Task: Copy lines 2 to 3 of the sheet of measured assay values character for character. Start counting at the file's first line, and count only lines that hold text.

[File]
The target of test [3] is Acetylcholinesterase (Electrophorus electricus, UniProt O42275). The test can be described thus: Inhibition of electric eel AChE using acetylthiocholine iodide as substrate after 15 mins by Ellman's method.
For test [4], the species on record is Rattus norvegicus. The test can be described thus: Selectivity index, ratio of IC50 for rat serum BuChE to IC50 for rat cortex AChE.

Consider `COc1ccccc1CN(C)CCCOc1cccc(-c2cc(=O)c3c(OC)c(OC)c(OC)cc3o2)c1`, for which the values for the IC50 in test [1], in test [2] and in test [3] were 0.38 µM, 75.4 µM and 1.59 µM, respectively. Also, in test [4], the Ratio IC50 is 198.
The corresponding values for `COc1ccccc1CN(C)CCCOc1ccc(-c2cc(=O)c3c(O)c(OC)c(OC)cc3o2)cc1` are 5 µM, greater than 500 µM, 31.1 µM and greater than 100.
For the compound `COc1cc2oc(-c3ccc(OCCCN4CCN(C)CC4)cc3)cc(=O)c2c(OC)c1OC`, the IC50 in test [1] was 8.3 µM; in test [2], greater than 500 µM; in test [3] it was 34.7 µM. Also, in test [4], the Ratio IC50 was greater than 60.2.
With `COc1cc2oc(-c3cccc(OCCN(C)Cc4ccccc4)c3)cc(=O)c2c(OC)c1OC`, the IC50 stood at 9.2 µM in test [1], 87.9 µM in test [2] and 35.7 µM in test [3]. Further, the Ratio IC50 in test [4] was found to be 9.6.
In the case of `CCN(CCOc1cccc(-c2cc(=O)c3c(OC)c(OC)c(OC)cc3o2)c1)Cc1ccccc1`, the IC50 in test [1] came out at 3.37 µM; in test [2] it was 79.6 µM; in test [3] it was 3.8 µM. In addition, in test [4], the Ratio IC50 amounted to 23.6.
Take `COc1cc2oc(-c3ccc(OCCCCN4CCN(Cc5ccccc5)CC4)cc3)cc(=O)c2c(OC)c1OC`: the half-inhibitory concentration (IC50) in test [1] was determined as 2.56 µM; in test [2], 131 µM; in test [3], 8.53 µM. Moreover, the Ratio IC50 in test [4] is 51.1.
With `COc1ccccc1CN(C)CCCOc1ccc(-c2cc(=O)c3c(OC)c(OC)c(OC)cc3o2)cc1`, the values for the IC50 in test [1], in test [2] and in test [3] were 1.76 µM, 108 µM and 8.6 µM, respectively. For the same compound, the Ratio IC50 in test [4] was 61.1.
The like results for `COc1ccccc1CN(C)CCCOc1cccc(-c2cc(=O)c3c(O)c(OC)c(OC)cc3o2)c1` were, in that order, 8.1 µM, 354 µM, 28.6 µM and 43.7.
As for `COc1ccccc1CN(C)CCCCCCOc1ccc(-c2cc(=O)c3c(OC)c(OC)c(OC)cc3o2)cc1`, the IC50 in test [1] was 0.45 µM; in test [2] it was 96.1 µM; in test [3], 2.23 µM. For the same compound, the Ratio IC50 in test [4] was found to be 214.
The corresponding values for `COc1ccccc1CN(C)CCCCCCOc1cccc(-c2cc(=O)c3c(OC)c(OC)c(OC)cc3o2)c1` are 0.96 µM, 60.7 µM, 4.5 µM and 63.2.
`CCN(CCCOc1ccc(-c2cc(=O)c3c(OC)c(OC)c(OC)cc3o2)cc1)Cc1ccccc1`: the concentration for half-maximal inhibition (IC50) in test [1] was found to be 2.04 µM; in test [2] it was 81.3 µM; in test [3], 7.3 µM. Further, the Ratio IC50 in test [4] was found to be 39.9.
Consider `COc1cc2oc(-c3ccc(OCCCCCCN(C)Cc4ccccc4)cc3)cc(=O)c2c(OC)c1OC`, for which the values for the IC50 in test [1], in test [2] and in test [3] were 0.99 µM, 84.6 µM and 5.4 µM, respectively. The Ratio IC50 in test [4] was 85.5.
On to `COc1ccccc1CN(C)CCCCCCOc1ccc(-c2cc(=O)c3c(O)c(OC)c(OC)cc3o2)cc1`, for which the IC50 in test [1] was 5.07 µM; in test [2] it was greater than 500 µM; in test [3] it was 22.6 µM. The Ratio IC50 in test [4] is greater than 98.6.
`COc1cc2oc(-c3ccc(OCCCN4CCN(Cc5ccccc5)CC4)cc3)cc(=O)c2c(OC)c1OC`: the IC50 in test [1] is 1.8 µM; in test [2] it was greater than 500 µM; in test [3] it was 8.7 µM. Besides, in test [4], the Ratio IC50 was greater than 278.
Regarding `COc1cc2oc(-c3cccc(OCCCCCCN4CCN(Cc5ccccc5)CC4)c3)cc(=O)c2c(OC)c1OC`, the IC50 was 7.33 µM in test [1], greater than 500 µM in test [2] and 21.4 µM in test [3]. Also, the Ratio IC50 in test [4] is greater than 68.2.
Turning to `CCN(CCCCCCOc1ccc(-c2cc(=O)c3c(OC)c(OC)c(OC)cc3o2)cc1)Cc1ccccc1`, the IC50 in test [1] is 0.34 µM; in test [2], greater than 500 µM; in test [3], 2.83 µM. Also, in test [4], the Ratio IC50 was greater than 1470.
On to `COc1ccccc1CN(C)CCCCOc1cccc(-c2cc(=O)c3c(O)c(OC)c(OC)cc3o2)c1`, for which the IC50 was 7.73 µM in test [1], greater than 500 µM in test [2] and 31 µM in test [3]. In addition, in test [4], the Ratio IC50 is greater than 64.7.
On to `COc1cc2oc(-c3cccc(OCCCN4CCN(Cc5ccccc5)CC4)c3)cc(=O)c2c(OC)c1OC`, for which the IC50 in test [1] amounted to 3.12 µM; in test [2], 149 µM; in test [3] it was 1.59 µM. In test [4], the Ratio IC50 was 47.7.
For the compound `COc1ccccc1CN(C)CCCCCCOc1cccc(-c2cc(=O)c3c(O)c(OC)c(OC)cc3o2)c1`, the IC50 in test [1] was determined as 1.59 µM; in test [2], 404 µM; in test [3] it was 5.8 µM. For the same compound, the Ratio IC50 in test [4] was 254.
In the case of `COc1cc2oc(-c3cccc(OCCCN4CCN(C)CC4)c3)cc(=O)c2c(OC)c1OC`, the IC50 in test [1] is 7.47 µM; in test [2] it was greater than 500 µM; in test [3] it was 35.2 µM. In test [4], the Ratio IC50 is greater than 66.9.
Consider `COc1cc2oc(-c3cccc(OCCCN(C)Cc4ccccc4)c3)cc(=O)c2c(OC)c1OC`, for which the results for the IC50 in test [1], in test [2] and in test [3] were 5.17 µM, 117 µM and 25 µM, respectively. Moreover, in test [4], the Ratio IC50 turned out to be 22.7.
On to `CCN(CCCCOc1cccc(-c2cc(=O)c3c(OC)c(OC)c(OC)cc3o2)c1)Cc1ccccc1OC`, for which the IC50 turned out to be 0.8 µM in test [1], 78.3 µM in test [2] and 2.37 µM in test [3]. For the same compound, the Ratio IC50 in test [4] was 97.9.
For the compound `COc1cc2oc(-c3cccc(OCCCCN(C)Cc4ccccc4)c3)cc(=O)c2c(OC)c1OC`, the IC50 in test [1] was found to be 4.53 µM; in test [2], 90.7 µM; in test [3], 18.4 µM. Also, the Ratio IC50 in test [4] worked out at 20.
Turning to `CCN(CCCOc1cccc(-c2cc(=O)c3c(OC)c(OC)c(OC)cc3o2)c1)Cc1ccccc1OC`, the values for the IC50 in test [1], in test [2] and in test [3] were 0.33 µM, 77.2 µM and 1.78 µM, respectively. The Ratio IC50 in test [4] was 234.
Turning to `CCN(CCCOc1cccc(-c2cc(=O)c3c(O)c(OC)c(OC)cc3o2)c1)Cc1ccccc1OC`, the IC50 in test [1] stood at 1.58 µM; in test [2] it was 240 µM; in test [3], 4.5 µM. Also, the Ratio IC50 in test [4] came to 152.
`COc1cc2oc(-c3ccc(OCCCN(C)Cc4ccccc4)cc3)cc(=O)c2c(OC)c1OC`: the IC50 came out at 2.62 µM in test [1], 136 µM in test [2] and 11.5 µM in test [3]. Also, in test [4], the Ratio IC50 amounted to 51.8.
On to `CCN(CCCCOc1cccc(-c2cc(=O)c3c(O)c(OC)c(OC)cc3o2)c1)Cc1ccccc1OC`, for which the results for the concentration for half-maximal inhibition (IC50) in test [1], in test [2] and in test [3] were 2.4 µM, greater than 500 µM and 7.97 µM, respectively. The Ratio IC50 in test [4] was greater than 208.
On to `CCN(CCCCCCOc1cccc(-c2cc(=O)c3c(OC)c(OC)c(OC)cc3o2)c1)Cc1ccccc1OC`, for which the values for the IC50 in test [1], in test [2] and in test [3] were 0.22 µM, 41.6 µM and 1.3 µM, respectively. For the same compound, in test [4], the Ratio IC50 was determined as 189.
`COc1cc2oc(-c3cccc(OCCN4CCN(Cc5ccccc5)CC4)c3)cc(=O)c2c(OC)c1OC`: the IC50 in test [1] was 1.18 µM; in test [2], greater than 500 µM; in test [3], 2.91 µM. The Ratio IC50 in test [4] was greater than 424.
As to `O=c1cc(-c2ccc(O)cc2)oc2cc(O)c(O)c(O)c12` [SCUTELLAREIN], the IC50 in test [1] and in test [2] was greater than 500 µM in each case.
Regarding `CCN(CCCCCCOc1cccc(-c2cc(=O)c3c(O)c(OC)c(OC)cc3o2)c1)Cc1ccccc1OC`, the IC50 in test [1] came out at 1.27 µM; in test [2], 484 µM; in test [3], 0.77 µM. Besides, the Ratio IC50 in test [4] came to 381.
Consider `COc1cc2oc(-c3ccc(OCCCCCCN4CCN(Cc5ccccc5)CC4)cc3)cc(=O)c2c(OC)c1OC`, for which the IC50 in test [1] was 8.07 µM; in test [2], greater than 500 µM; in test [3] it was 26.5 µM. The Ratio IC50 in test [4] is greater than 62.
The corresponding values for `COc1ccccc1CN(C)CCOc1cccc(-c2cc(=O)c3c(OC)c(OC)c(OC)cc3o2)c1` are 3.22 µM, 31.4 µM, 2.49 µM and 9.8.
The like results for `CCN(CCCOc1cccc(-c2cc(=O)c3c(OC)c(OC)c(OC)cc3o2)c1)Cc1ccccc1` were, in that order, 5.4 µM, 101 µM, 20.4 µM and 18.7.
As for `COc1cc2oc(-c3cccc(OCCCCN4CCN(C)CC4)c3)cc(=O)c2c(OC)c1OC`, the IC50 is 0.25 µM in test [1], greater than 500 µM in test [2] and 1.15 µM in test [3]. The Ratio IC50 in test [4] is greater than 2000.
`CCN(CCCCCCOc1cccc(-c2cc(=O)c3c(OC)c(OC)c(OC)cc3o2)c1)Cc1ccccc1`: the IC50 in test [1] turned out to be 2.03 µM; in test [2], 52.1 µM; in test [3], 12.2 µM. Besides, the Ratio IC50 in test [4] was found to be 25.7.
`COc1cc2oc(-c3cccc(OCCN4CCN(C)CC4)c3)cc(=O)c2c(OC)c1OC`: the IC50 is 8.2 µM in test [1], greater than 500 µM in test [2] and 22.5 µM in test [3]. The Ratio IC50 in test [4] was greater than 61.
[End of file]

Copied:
For test [4], the species on record is Rattus norvegicus. The test can be described thus: Selectivity index, ratio of IC50 for rat serum BuChE to IC50 for rat cortex AChE.

Consider `COc1ccccc1CN(C)CCCOc1cccc(-c2cc(=O)c3c(OC)c(OC)c(OC)cc3o2)c1`, for which the values for the IC50 in test [1], in test [2] and in test [3] were 0.38 µM, 75.4 µM and 1.59 µM, respectively. Also, in test [4], the Ratio IC50 is 198.